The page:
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Certificate of Global Competencies

We live in a 24/7 world where commerce and politics bridge time zones and different cultures, where pandemics have no national borders, and information races around the world in an instant. Earning a Certificate of Global Competencies from the Honors College at WSU helps to affirm your cross-cultural knowledge.


The Honors College Certificate of Global Competencies is an elective certificate for Honors students to enhance the student’s preparation for the global environment of commerce, creativity, and scholarship. The Certificate provides both practical and theoretical understanding of the international world and shows employers and graduate programs that you have worked diligently during your undergraduate education to become an informed citizen, critically aware of international perspectives, as well as being capable of engaging the international world in your chosen field.

The certificate consists of 15 graded course credits in addition to the Honors Thesis. Your Honors Thesis must substantially incorporate an international perspective. The 15 graded credits may be composed in several ways (meet with an Honors advisor to plan your coursework). The Certificate entails requirements in the following areas:

  • Foreign language competence: 3-6 graded credits at the 204 level or higher.
  • Education abroad coursework: 6-9 graded credits of coursework from one term abroad or longer in an approved program. (A limit of 6 credits may count for Honors requirements; a 3rd course completed abroad may count as the Honors 430 requirement).
  • Honors 430 coursework and presentation (3-6 credits, graded). May be completed through coursework abroad OR at WSU. (A 3-credit WSU course approved by the Honors College may count as the Honors 430 requirement.) Honors 430 includes an oral presentation scheduled at the Honors College during the first semester following the completion of Honors 430. The presentation should be a PowerPoint presentation, approximately 20 minutes in length, which addresses a particular international topic related to the Honors 430 coursework. In addition, the presentation should offer a synthesis/personal reflection of your educational experience of earning the certificate, i.e., a response to the question, “How did your experiences abroad and your coursework for the certificate enhance your Honors education at WSU?” The Honors 430 presentation is separate from the Honors Thesis presentation.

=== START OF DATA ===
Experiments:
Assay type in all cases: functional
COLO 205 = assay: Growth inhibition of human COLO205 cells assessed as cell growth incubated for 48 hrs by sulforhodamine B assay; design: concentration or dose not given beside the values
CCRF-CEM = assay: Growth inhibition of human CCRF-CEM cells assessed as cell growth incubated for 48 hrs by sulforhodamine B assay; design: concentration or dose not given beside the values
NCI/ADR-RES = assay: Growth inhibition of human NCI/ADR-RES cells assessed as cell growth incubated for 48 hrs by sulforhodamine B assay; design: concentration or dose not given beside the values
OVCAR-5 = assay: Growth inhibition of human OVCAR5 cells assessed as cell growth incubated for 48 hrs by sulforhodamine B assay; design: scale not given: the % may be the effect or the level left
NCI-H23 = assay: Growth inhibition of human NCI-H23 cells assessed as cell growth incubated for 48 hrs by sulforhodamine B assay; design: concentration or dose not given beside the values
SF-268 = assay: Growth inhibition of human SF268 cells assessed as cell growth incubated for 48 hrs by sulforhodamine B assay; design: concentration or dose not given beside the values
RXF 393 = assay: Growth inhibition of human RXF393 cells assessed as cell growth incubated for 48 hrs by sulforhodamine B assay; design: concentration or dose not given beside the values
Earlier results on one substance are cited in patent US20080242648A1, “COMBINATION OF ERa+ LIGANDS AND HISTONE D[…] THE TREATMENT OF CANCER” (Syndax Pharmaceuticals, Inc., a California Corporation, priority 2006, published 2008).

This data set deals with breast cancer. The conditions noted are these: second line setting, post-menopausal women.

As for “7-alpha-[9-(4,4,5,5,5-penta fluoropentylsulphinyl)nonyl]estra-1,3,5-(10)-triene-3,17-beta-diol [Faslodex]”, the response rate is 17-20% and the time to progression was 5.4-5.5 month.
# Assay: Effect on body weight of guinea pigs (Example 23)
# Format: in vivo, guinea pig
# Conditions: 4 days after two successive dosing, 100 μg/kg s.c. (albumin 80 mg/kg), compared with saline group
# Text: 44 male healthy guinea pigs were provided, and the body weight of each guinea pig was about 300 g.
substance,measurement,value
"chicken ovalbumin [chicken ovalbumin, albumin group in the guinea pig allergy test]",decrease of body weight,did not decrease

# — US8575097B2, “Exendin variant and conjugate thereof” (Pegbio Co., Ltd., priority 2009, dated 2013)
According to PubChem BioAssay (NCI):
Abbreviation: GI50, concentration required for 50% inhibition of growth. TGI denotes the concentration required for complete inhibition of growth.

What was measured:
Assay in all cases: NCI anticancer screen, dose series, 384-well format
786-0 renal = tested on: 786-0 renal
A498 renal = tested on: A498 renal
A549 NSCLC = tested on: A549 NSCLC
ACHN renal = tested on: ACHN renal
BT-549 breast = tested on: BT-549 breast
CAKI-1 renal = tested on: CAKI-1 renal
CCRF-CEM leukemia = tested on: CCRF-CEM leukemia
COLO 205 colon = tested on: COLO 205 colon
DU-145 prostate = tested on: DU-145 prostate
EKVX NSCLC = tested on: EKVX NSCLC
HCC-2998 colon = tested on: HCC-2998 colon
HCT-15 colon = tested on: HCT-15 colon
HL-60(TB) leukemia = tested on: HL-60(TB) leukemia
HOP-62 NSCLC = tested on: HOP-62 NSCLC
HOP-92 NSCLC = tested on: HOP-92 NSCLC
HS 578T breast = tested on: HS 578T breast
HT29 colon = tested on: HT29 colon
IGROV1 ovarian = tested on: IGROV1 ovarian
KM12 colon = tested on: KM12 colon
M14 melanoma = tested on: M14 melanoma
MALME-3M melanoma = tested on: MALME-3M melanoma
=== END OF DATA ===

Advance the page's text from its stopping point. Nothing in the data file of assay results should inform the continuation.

• Honors Thesis (Honors 450, 3 credits, S/F). Your Honors Thesis must incorporate an international perspective significantly developed in the thesis. See an Honors advisor for approval of the international component.

Meet with an Honors advisor during your freshman or sophomore year to get a head start completing the requirements for the Certificate of Global Competencies. Juniors and seniors may still qualify for the Certificate and should also see an Honors advisor to outline their options for completing the Certificate.

Recipients
  • Angie Bertramson (’07)
  • Janeen Heath (’07)
  • Emily Marsh (’07)
  • Rachel Neff (’07)
  • Jordan Bush (’07)
  • Jennifer Ellis (’08)
  • Kathleen Warren (’09)
  • Stephanie Pitts (’09)
  • Walter Schlect (’10)
  • Katherine Rempe (’10)
  • Stephanie Schendel (’10)
  • Jakob Brandvold (’10)
  • Sara Hein (’10)
  • Tim Krautkraemer (’10)
  • Leah Rosenkranz (’11)
  • Tim Krautkraemer (’11)
  • Katherine Remp (’11)
  • Eva Denka (’12)
  • Jacob Brandvold (’12)
  • Julie Wedam (’12)
  • Jessica Lynch (’12)
  • Kristin Jones (’12)
  • Michael Gaffke (’12)
  • Erin Peterson (’12)
  • Kaylee Ray (’12)
  • Mikko McFeely (’13)
  • Erin Nicolai (’13)
  • Tiffany Wilks (’14)
  • Devon Seymour (’14)
  • Carmen Kroschel (’14)
  • Amber Gale (’15)
  • Travis King (’15)
  • Calen Olesen (’15)
  • Kristen Wedam (’15)
  • Athena Lemon (’15)
  • Meghan Nyquist (’15)
  • Philip Behrend (’15)

Jeanine Heath

 Janeen Heath (’07) was among the first four graduates receiving Honors’ initial Certificates of Global Competencies in spring 2007.